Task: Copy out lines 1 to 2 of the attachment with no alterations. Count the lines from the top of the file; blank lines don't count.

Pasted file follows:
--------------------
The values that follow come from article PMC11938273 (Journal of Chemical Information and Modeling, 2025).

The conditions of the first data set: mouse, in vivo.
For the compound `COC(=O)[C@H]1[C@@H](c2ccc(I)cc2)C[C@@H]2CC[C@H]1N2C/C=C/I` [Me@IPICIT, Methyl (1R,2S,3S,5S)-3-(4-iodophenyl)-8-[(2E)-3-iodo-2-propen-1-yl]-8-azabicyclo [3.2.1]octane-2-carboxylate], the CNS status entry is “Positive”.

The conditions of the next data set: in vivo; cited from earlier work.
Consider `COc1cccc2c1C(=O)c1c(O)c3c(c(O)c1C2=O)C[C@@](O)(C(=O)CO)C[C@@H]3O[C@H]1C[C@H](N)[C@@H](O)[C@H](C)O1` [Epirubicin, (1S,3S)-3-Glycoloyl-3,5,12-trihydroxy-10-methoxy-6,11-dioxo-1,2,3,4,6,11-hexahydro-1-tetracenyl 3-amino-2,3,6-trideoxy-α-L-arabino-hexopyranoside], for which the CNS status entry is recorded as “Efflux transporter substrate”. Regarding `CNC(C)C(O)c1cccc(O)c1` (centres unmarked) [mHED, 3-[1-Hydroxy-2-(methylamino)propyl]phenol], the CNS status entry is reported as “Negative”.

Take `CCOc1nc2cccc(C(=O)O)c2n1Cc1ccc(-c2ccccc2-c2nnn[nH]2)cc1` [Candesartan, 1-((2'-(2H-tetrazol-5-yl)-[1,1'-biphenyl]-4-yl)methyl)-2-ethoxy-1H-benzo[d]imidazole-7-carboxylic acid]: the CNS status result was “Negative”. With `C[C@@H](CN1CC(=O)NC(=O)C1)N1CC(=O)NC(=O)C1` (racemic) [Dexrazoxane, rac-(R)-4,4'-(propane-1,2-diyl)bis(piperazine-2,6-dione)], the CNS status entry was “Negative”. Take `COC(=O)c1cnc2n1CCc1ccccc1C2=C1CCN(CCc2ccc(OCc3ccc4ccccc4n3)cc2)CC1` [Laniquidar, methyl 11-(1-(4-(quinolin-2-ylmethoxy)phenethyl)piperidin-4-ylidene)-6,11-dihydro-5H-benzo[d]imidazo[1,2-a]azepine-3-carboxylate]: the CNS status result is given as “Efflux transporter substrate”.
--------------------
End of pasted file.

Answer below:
The values that follow come from article PMC11938273 (Journal of Chemical Information and Modeling, 2025).

The conditions of the first data set: mouse, in vivo.